The Competitive Dynamics of Entrepreneurial Market Entry
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The Competitive Dynamics of Entrepreneurial Market Entry

Edited by Gideon D. Markman and Phillip H. Phan

Research on general market entry usually focuses on large enterprises. Often, however, small entrants can alter the competitive dynamics of an industry. This volume brings together the most prominent thought leaders and the best research on the asymmetric entrant-incumbent dynamics. The ideas presented offer a more nuanced perspective on how, when, where and with what consequences small, single-product firms enter markets that are dominated by large, multiproduct and multimarket incumbents.
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Chapter 11: A Retrospective on Competition in Multiple Geographic Markets: The Impact on Growth and Market Entry

Heather A. Haveman and Lynn Nonnemaker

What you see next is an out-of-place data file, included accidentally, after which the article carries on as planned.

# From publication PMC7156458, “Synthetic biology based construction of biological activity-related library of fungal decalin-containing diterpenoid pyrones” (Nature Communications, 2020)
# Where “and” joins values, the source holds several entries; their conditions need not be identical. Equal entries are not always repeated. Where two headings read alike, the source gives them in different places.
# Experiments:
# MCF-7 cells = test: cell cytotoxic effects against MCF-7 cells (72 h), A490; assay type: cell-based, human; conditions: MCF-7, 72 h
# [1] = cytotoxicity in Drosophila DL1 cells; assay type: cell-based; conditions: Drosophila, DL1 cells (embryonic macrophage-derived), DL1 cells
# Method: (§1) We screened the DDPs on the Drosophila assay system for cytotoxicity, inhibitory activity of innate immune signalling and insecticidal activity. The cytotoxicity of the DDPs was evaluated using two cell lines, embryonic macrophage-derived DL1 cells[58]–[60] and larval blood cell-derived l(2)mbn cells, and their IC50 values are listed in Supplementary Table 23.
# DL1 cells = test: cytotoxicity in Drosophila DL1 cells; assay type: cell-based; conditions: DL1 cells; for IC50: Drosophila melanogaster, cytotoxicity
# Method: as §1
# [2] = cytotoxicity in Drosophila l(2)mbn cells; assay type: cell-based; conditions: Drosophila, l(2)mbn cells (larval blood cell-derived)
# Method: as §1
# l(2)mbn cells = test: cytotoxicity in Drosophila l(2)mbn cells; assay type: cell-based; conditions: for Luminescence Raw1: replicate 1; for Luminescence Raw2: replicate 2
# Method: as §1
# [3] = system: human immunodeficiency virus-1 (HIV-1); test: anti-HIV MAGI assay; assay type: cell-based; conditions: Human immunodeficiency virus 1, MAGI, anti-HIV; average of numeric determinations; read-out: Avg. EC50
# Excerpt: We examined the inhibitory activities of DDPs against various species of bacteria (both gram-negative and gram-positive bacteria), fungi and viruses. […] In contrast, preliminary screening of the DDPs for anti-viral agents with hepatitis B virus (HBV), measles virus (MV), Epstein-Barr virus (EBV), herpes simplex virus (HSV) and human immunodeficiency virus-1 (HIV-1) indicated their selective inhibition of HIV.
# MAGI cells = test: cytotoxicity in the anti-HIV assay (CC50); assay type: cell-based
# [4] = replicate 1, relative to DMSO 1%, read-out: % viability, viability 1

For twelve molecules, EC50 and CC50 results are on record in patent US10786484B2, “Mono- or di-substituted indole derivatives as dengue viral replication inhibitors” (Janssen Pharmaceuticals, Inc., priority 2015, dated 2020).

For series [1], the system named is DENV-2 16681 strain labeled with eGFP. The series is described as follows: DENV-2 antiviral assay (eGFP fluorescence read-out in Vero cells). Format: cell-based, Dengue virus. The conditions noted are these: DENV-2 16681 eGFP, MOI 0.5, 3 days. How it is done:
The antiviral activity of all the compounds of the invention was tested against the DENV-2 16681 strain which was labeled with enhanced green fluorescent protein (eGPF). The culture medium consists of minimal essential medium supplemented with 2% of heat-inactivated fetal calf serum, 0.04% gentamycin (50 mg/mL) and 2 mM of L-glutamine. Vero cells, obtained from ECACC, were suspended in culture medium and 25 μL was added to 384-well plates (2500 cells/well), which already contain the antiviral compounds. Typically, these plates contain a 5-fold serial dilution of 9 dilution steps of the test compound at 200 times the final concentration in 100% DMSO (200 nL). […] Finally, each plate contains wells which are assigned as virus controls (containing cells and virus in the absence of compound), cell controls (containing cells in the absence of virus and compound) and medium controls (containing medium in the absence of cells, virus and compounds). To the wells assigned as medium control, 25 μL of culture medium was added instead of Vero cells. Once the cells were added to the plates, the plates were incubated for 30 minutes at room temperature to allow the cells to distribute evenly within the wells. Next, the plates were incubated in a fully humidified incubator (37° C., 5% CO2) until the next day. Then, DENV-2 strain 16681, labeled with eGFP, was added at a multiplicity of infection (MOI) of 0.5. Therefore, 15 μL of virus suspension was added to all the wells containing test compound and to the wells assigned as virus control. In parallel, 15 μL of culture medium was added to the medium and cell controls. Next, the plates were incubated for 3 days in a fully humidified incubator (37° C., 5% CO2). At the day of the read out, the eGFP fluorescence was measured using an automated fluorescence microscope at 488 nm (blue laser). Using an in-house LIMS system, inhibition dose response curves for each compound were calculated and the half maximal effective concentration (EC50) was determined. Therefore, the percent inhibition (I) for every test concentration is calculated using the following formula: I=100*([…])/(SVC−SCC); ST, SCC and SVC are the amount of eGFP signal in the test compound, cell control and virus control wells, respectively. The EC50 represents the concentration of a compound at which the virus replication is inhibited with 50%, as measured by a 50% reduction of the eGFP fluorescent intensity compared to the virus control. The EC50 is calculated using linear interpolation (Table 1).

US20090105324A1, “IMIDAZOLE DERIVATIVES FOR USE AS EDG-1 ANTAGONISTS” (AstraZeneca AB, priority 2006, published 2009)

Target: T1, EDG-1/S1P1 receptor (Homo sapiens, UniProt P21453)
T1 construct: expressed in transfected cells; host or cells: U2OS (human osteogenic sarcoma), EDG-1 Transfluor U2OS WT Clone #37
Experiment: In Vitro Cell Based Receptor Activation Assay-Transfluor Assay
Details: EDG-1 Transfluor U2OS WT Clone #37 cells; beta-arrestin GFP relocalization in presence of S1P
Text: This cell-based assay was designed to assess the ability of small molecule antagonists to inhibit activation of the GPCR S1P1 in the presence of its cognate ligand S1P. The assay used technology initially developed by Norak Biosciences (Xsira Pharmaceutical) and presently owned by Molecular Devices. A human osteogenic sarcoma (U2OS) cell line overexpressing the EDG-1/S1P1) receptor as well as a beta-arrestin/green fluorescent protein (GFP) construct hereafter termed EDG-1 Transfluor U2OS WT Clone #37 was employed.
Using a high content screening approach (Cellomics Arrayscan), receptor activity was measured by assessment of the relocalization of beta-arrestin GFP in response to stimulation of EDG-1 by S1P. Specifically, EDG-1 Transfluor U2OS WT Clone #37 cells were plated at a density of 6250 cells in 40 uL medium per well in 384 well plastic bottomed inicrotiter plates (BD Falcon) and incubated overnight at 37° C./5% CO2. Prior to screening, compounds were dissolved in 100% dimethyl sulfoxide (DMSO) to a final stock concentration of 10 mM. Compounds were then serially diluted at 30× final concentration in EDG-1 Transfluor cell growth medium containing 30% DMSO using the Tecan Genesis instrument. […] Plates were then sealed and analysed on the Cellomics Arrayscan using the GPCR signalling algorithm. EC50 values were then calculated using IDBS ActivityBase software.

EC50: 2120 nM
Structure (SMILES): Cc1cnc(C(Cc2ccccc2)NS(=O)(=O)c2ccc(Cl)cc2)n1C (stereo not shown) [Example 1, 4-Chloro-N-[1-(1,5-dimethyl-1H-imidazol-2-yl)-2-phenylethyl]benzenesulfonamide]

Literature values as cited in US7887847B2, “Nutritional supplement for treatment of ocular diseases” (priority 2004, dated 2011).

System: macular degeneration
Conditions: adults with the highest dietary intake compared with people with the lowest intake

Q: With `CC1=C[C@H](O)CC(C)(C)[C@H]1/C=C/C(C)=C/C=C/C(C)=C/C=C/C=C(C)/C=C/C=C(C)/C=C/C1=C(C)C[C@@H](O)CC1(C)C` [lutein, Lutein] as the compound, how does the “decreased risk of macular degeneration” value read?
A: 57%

Heather A. Haveman and Lynn Nonnemaker We began work on this paper with two observations: (1) firms often compete with each other simultaneously in multiple markets and (2) in most markets, there is a mix of multi- and single-market firms. Consider, for instance, commercial banks. All across the country, you’ll find branches of Bank of America, Citibank, and Chase. But you’ll also find local banks, such as River City Bank in California and Bridgehampton National Bank in New York, which have branches in only one area (FDIC, 2010; Teckchandani, 2010). Keeping these facts in mind, we wrote “Competition in multiple geographic markets” with the aim of making three contributions to our knowledge of firm strategy and behavior: (1) We sought to expand analysis of spillovers between markets, which had focused exclusively (but understandably) on firms that operated in multiple markets, to firms that operated in a single market. (2) We sought to extend the outcomes studied from pricing (e.g., Gimeno and Woo, 1999) and market exit (e.g., Barnett, 1993) to market entry and growth. (3) We sought to add to the then-small literature that focused on geographic markets, rather than product- or client-based markets. For multi-market firms, we found similar patterns of mutual forbearance from aggressive behavior—here operationalized as entering new markets and expanding in existing ones—as had been found in previous research on prices and market exit. Specifically, multi-market firms forbore from acting aggressively in markets where they met a moderate (not small or large) number of...

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